Tepco revises core damage estimates

TEPCO has revised its estimates for the core damage in units 1, 2 and 3 of the Fukushima 1 nuclear power plant. It now estimates 55% (previously 70%) damage for unit 1, 35% (previously 30%) for unit 2 and 30% (previously 25%) for unit 3. The estimates are based on radioactivity levels measured inside the reactor containment.

TEPCO has experimented with pumping more water into the reactor core of unit 1 to fill the normally dry part of the containment vessel for cooling purposes:

TEPCO says it will raise the amount of water injected from 6 to 10 tons per hour for 6 hours, and then to 14 tons per hour. The temperature and pressure in the containment vessel will be monitored for 18 hours. The utility says it will decrease the flow back to 6 tons per hour by Thursday morning and then send robots into the reactor building to check for leaks. TEPCO also says it will make sure that the containment vessel, with the added weight of the water inside, can withstand strong aftershocks. The firm says robots on Tuesday detected radiation levels of up to 1,120 millisieverts per hour inside the No.1 reactor building. It says some contaminated water may be leaking from the reactor into external pipes. (NHK, 2011-04-27)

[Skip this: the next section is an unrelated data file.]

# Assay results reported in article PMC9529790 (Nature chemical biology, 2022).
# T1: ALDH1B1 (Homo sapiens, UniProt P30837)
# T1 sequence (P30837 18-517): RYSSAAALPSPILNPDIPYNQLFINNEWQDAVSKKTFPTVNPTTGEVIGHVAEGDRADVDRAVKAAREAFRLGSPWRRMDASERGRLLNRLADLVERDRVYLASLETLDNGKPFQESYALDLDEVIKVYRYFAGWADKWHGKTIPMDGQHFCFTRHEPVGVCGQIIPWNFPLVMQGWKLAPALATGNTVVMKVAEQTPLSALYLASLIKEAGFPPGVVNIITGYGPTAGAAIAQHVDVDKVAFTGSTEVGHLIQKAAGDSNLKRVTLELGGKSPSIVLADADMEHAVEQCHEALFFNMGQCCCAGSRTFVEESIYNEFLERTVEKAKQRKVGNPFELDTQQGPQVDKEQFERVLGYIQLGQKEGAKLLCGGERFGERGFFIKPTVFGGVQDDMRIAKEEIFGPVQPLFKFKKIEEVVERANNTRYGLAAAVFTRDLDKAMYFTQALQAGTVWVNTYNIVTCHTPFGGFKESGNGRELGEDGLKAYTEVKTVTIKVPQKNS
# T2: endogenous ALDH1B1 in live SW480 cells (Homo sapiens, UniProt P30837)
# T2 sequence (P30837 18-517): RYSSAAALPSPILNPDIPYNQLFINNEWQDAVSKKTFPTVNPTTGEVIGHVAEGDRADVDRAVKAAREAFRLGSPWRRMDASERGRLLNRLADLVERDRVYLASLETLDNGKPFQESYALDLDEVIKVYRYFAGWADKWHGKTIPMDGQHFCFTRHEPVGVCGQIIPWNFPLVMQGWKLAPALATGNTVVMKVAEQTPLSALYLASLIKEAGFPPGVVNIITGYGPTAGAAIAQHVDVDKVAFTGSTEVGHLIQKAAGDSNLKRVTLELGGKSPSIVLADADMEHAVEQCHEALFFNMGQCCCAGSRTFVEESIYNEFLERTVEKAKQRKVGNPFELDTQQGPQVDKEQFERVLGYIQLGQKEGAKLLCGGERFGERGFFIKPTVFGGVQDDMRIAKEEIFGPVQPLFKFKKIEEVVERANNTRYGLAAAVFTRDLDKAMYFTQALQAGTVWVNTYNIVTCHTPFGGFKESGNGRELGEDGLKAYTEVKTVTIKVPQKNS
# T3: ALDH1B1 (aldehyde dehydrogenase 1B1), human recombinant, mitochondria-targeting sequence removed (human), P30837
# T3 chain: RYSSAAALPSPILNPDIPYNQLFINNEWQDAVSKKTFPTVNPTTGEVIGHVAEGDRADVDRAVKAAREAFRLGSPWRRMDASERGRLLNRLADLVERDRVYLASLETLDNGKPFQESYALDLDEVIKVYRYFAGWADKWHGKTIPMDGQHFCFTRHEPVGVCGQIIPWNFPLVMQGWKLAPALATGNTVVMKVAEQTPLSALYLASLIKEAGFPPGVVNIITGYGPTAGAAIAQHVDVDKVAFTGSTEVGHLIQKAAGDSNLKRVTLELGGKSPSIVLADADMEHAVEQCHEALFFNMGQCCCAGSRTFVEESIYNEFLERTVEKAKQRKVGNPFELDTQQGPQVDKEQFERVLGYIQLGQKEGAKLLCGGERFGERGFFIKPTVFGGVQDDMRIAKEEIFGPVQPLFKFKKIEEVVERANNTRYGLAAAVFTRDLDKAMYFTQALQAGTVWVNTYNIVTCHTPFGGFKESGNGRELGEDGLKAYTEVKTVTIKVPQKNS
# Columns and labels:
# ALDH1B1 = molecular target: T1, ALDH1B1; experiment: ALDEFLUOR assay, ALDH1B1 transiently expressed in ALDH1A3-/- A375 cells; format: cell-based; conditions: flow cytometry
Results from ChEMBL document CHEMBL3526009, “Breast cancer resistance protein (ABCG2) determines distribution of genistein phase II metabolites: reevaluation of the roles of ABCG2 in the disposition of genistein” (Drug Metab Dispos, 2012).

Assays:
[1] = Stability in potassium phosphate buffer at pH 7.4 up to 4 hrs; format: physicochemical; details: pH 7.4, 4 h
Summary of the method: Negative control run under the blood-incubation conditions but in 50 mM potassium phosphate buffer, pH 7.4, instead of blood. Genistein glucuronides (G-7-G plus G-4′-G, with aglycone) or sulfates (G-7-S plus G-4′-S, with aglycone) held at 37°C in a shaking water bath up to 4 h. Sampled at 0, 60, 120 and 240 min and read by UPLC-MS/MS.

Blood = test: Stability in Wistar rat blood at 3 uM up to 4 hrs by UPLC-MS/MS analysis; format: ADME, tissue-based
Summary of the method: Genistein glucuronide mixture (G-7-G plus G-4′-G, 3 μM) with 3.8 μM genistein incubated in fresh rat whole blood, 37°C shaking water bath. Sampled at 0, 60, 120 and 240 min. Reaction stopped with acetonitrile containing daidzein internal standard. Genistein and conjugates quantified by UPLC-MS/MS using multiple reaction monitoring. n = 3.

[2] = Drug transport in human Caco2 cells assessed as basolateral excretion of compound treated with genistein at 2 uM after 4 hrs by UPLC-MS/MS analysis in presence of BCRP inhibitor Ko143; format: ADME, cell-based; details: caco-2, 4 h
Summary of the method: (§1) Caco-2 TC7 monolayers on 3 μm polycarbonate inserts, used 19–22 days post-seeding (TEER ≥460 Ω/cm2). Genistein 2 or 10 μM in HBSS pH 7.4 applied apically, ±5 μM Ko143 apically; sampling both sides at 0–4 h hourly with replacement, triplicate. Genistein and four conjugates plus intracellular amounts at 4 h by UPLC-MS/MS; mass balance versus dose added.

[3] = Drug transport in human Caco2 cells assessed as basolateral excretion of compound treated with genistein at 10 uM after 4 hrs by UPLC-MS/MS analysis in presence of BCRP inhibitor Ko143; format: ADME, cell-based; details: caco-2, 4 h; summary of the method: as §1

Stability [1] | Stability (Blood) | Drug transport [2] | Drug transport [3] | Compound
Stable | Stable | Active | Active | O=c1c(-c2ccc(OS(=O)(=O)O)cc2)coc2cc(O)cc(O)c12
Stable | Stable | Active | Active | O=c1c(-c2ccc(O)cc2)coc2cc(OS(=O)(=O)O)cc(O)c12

Radiation monitoring devices have been issued to 55 schools and kindergartens in Fukushima prefecture. Teachers will keep a log of radiation exposure of the children. At two schools in the city of Koriyama, some 50 km west of the wrecked reactor, workers are removing contaminated topsoil. The soil is first sprayed with water to prevent dust from rising through the work. The soil will be piled up and covered with sheets before later being moved to landfills.

One female worker in her 50s employed at Fukushima 1 received an accumulated dose of 17.55 mSv over the first quarter of the year, over three times the legal limit. She worked at the plant for 11 days after March 11. Most of the exposure was internal, through inhalation. By law female nuclear workers in Japan must not be exposed to more than 5 ms over any three month period.

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